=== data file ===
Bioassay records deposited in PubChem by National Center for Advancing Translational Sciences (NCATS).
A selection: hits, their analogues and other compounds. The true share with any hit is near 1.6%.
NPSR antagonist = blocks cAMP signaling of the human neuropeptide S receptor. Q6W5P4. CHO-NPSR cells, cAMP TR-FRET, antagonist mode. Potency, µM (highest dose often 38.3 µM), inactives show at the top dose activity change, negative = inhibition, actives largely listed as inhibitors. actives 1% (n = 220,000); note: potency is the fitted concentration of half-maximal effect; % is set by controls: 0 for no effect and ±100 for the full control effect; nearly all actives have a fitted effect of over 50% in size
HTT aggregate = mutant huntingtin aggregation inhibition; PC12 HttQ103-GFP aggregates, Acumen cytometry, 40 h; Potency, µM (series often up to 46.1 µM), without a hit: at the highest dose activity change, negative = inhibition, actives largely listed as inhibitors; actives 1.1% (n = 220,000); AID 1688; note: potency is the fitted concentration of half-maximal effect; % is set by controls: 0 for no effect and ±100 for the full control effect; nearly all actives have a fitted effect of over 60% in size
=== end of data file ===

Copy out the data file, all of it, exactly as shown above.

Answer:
Bioassay records deposited in PubChem by National Center for Advancing Translational Sciences (NCATS).
A selection: hits, their analogues and other compounds. The true share with any hit is near 1.6%.
NPSR antagonist = blocks cAMP signaling of the human neuropeptide S receptor. Q6W5P4. CHO-NPSR cells, cAMP TR-FRET, antagonist mode. Potency, µM (highest dose often 38.3 µM), inactives show at the top dose activity change, negative = inhibition, actives largely listed as inhibitors. actives 1% (n = 220,000); note: potency is the fitted concentration of half-maximal effect; % is set by controls: 0 for no effect and ±100 for the full control effect; nearly all actives have a fitted effect of over 50% in size
HTT aggregate = mutant huntingtin aggregation inhibition; PC12 HttQ103-GFP aggregates, Acumen cytometry, 40 h; Potency, µM (series often up to 46.1 µM), without a hit: at the highest dose activity change, negative = inhibition, actives largely listed as inhibitors; actives 1.1% (n = 220,000); AID 1688; note: potency is the fitted concentration of half-maximal effect; % is set by controls: 0 for no effect and ±100 for the full control effect; nearly all actives have a fitted effect of over 60% in size